Laboratory automation is increasingly common in life sciences research, helping to tackle some of the challenges that come with manual workflows, including inefficient operation, limited throughput and challenges of reproducibility. However, most automated platforms still require human operators to set up reagents, transfer plates between machines, and clean down afterwards. Dr Koichi Takahashi and his colleagues at the RIKEN Center for Biosystems Dynamics Research in Japan are developing a new type of laboratory automation workflow system that combines humanoid and other types of robots, creating a prototype for the lab of the future.

Dr Takahashi, principal investigator in the Laboratory for Biologically Inspired Computing at RIKEN, and his team are working on the application of artificial intelligence (AI) and machine learning techniques to mitigate the overwhelming complexity in modeling cellular systems. Dr Takahashi explained: “We are trying to understand very complicated life systems with the help of computers and AI. As part of that activity, we are focusing on developing a new type of robot that can do experiments on its own. We have a multidisciplinary team with experience in programming, mathematics and lab-based skills, but our common language is systems biology, and our goal is to combine the expertise of human beings, robots and AI.”

030_Robotic_biology_022021_image_1Imagining a robot room in the lab of the future

Dr Takahashi continued: “Through a JST MIRAI funded collaborative research project – involving RIKEN, AIST and the universities of Tsukuba, Tokyo and Keio – we have been developing a prototype robotic biology laboratory, where various types of robots will interact together to conduct different protocols. To do this, we are using a humanoid robot called LabDroid and linking systems together with a common description programming language called LabCode.” Most laboratory automation systems do not offer a complete workflow, requiring human operators to prepare reagents and act as the link between different machines, but robots can offer an alternative. Dr Takahashi described: “LabDroid is a high performance, dexterous humanoid robot. It is about the same size as a human, and can mimic human movements with delicate precision, making use of standard lab equipment without modification. Because robots are very accurate and precise, they do not make mistakes, improving reproducibility compared to manual operation.”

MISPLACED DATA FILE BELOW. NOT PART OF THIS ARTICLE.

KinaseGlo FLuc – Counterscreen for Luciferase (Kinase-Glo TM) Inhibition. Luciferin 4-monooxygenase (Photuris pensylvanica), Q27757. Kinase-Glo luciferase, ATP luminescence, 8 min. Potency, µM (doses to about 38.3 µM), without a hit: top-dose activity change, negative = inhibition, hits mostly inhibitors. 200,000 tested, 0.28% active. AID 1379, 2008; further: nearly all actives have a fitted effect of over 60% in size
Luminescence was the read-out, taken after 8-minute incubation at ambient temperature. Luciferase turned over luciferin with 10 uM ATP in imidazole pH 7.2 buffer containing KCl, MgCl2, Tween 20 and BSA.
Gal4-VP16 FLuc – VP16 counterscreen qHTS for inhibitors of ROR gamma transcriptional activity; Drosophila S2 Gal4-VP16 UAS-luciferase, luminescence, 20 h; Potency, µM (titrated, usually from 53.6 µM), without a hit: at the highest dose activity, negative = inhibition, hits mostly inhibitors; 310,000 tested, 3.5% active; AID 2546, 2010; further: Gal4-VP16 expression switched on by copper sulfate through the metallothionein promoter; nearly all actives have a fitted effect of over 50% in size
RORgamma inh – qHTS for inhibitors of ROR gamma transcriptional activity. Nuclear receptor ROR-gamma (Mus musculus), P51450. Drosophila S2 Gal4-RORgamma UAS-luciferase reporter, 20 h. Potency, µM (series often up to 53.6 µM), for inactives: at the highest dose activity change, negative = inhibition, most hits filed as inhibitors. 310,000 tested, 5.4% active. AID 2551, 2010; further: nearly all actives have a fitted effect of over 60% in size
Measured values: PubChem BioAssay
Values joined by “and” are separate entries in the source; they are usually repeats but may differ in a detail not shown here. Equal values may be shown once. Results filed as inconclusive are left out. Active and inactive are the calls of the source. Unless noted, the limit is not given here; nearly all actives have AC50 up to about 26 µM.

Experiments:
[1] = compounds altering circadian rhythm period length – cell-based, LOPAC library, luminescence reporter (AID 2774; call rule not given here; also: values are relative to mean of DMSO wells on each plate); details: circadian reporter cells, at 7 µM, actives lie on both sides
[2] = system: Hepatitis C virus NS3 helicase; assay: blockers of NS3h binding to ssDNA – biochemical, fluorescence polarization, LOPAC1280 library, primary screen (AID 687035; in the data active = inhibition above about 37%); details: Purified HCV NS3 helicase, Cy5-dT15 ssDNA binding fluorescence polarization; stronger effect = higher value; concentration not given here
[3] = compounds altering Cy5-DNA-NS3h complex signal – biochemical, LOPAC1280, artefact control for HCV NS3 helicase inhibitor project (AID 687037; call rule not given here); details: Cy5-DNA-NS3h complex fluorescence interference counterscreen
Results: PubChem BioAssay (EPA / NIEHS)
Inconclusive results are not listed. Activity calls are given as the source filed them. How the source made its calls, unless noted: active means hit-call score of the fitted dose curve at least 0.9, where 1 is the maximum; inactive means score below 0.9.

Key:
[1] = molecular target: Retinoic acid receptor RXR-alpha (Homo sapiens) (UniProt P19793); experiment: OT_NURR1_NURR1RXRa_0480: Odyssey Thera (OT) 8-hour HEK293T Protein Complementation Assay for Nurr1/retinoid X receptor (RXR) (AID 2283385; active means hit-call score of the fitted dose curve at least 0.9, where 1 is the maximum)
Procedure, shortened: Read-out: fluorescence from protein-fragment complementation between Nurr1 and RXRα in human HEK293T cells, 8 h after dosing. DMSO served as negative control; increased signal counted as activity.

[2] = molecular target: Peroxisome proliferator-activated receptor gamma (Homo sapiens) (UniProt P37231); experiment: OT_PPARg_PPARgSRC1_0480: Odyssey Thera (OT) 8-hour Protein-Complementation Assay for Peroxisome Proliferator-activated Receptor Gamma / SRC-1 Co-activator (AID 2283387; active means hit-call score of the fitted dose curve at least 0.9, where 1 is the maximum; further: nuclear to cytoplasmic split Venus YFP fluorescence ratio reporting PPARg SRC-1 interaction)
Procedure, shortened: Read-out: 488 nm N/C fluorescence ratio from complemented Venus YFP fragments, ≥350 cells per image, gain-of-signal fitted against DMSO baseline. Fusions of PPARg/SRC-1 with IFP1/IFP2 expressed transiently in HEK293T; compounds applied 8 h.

We have a multidisciplinary team with experience in programming, mathematics and lab-based skills, but our common language is systems biology, and our goal is to combine the expertise of human beings, robots and AI.

031_Robotic_biology_022021_image_3Dr Koichi Takahashi of the RIKEN Center for Biosystems Dynamics Research

For full integration between different robots and machines, they need to be able to communicate through the same programming language. However, most automation systems operate using their own unique language, a challenge that the team looked to address. Dr Takahashi elaborated: “LabCode interprets a command, and automatically generates programs that can be understood by different hardware from various vendors, using separate transcription languages. This allows machines to be connected to one network and interpret the same command codes. For example, we use the Freedom EVO® platform for liquid handling, which has a nice open API interface, so we could construct our software using this easily interpreted information with some help from Tecan engineers. We can also use LabCode to capture tacit knowledge from human operators, and feed this into the control of the robots.”

The research team carried out a proof of concept study using a genome editing protocol from the University of Tokyo. Dr Takahashi explained: “The protocol involves cell seeding and culture, followed by DNA extraction and barcoding. LabDroid is good at the cell culture, and we used the Freedom EVO for the DNA extraction, as it is very efficient for liquid handling tasks. To describe the workflow using LabCode, we gave the compiler the environmental definitions of the machine hardware and the dependencies between the protocol components, and it generated the workflow through dynamic programming, providing the instructions for the human operators, LabDroid and the Freedom EVO with the optimum settings. The system was able to carry out the entire process without human intervention.”

Dr Takahashi concluded: “I believe that the fifth paradigm of science will be automation, after experimentation, theory, simulation and data. It will be a paradigm change because automation is a strong – and even crucial – weapon to combine data- and model-driven approaches to accelerate research processes, especially when we want to understand the overwhelming complexity of cellular systems which are beyond our cognitive capacity. We are going to continue working on cell culture with different types of cells, and we are trying to implement the system for ‘omics’ experiments. We want to showcase the power of our software to combine different types of robots and many different types of experimental protocols, maximizing the potential of the entire system to develop the lab of the future.”


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